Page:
We finish our refreshments, which means I’m nearly home-free, and now all we have left is one quick stop at the pharmacy. Then my MIL remembers a few more items she has to pick up. And oh yeah, she still needs to pay for her purchases.

It takes us three and a half hours to do what would normally take me less than an hour. I smile, silently thank my Dad for sharing his patience gene with me, and sit back to wait.

Three and a half precious hours. As far as time goes, it’s a drop in the bucket of my life. My in-laws won’t be here forever. I remind myself Patience, Grasshopper, for one day you will need assistance, too.

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Posted on January 25, 2012, in Blog Posts and tagged , , , , , , . Bookmark the permalink. 19 Comments.

  1. Sheila,
    This is not the first time I’ve read of your patience with your family, extended or otherwise. You are a wonderful daughter and daughter-in-law and a wonderful example for all of us!

    I am not as patient as you and it is something I strive to work on every day. I now have a new mantra: “Patience Grasshopper!” Love it!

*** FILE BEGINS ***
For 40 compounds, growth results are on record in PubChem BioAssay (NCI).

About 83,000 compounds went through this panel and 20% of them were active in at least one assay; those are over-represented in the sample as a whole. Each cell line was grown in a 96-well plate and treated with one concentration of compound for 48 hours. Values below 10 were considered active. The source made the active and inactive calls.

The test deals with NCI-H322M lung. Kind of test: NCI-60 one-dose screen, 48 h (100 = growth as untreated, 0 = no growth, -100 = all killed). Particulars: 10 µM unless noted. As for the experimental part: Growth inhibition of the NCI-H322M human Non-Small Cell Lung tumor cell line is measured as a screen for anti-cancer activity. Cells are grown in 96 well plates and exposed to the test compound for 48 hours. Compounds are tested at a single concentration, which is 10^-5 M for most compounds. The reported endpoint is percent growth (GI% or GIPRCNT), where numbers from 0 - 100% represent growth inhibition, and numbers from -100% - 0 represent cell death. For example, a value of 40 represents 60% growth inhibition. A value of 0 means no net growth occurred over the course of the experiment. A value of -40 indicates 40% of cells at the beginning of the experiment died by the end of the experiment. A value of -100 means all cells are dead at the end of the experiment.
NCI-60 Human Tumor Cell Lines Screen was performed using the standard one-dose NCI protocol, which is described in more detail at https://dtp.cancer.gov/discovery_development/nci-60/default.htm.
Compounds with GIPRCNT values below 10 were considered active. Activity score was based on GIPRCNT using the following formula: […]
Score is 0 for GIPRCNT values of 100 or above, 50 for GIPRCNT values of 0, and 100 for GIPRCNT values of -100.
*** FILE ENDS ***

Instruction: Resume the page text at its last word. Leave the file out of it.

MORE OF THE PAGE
2. You’ll be rewarded in heaven one day girl. Patience is a virtue I wasn’t blessed with so I’m always in awe of those who have it. 😉

  3. I am not at all surprised that this is how you are with your in-laws. You have always appeared to be a very generous and kind person. I can see that through your posts and comments, Sheila. I know exactly how you feel about your older relatives. My younger sisters were so very impatient with my mother and she had Alzheimer’s disease and couldn’t help that she “disremembered” everything and repeated things a million times. I would always tell my older sisters that it was kind of cool because Mom would get so excited again and again about something I would tell her. I was able to enjoy my little tidbits of information over and over with her as if for the first time. Positive thinking. And patience.
    Patti

  4. May the gods bless your loving heart. Dare I suggest this is a perfect time for some people watching? 🙂
    I can actually identify with your fil. Whenever I go shopping with my partner she is like a will-o-the-wisp. The girl is over six feet in her boots, yet she slips away with the speed and stealth of a hunting tigress. sigh